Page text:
“Ensuring that climate action is fair helps build resilient companies and speeds the shift we need to see,” says Nick Robins, Professor in Practice for Sustainable Finance at the Grantham Research Institute, LSE. Read on to discover how maximising social opportunities in the transition to a zero carbon economy - considering workforces, low income households and beyond - can accelerate and enhance its value to businesses, governments and the environment.

In this Climate Leadership Series, we ask experts and influencers in business climate action to share their insight into best practices, discuss current and future trends, and debate the most impactful solutions. You can read more about Nick Robins and the Grantham Research Institute at the bottom of this article.

Jonathan Shopley (JS): What has motivated your journey to your current position? 

Nick Robins (NR): I started to work on the just transition in 2017 prompted by a realisation that our conventional approach to climate action was missing out the social dimension. From the beginning of my work on the climate crisis back in the 1990s, I had always approached it as part of the wider shift to sustainable development. This was reinforced in my time in the financial sector as fund manager and investment analyst, looking at how Environmental, Social and Governance (ESG) issues influenced both returns and impact. Now sustainability is being recognised as a systemic issue by central banks and others.

Too often, however, environmental and social issues are siloed in the financial and business communities: climate change is still seen largely an environmental issue and human rights a social issue. But there are powerful links between the two. When you think about the transition to a zero-carbon economy, it’s an interlocking process of structural, economic, social, political, cultural and technological change. Investors and companies have perhaps been too carbon-centric in their approach to climate change and need to more proactively and comprehensively consider its social implications.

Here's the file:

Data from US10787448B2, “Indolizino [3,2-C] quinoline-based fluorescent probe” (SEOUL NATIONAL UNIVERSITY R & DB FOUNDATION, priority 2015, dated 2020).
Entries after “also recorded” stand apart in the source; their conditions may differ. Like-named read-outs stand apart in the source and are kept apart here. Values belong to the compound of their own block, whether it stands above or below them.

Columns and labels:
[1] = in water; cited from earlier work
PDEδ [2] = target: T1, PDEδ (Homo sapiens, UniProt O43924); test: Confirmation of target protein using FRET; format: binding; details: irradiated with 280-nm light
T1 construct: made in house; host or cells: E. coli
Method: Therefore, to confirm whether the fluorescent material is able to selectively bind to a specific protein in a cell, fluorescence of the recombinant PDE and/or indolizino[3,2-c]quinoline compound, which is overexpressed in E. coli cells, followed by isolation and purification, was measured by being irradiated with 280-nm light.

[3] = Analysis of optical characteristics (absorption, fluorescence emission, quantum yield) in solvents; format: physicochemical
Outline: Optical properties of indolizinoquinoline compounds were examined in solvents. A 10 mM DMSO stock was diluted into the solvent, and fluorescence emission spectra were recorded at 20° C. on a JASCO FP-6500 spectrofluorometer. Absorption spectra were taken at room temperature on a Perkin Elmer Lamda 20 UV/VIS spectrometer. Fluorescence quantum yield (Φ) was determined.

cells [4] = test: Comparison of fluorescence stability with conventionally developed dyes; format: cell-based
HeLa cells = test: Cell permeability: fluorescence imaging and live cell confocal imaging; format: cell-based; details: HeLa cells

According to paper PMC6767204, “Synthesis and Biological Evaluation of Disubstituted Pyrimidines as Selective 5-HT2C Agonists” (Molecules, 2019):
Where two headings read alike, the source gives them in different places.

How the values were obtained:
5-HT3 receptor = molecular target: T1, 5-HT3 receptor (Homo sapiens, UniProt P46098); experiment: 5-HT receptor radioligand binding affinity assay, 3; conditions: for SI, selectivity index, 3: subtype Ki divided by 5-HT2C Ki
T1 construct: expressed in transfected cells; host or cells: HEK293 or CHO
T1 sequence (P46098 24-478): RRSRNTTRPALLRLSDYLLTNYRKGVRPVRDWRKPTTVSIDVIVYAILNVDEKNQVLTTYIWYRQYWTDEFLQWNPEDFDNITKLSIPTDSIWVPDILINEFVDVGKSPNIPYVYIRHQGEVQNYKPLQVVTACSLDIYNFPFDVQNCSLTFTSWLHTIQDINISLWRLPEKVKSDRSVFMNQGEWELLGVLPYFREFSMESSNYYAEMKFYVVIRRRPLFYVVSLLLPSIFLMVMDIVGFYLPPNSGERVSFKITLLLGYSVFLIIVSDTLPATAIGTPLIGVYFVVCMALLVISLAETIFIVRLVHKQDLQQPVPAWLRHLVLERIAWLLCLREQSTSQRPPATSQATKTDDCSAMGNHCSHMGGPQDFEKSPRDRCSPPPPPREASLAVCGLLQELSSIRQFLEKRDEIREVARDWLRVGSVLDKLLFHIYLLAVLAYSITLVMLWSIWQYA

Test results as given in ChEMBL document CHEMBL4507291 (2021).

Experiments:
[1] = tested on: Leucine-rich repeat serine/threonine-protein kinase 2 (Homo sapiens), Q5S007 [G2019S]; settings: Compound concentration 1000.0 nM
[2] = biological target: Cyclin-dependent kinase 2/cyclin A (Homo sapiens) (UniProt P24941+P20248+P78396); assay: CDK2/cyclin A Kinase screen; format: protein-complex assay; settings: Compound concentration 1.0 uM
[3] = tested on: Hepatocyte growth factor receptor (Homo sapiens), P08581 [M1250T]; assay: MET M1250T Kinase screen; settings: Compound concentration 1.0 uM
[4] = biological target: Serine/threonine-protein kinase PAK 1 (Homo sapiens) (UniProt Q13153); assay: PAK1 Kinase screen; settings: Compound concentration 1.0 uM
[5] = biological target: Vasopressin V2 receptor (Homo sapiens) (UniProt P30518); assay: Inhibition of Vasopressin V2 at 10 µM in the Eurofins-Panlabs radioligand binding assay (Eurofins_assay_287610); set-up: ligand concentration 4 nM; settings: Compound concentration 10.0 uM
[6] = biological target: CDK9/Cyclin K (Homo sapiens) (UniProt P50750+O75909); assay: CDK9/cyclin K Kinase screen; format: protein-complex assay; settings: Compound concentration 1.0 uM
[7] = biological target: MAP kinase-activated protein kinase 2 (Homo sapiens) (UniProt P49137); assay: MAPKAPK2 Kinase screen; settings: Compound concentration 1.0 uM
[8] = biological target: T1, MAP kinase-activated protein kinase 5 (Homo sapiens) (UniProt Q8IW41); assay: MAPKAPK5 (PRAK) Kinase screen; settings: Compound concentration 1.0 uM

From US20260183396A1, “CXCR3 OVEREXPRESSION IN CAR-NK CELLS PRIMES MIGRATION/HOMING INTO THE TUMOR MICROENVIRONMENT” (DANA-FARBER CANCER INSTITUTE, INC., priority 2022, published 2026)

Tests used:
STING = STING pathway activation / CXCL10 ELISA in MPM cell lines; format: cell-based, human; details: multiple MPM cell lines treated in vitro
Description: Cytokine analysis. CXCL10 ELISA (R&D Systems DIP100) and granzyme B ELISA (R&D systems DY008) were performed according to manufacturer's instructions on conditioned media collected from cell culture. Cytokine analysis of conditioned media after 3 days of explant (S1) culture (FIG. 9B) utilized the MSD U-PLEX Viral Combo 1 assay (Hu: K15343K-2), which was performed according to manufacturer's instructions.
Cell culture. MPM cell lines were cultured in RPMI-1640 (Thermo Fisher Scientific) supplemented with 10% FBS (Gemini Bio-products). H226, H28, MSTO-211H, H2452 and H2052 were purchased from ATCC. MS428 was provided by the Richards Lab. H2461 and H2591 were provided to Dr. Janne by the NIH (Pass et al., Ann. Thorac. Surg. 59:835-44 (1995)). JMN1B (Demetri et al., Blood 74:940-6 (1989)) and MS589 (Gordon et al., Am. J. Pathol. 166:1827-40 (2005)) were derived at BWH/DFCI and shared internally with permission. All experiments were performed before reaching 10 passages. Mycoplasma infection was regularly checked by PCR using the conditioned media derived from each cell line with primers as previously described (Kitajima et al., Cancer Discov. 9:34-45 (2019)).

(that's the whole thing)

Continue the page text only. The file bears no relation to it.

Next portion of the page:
Nick Stern called climate change the greatest market failure. Arguably, climate change itself is the greatest injustice in history, if you think about the potential scale and duration of climate change into the future. The key is not just to make sure we “leave no people behind,” but to make sure we bring everyone with us as we make this journey.

For me personally, this realisation is also linked to my wider interest in corporate performance down the ages. It was a sense of injustice that motivated me to write The Corporation That Changed the World about the East India Company, and it’s what motivates me now.

JS: How would you define a just transition?

NR: The just transition starts with a focus on how the shift to a zero-carbon economy affects the workforce of the world in terms of the quantity and quality of jobs. All the analysis shows that the transition will be net positive, creating millions of new jobs across the world. The goal is to ensure that the jobs in the growing green economy are good jobs with decent conditions.

Very quickly, the just transition moves onto impacts on communities. There’s a powerful place-based dimension, with both high-carbon and green economy sectors clustered around resource-rich locations.

Investors talk about how to avoid stranded assets. We also need to avoid stranded workers, stranded communities and in some cases stranded countries.

There’s a consumer dimension too - both the exciting agenda around improving access to energy in developing countries and also ending fuel poverty in industrialised countries. Interestingly, we’re also finding that the just transition is not only relevant for the shift away from carbon but is also key to making economies more resilient. There are critical social justice issues around the impacts of climate change, notably in the developing world.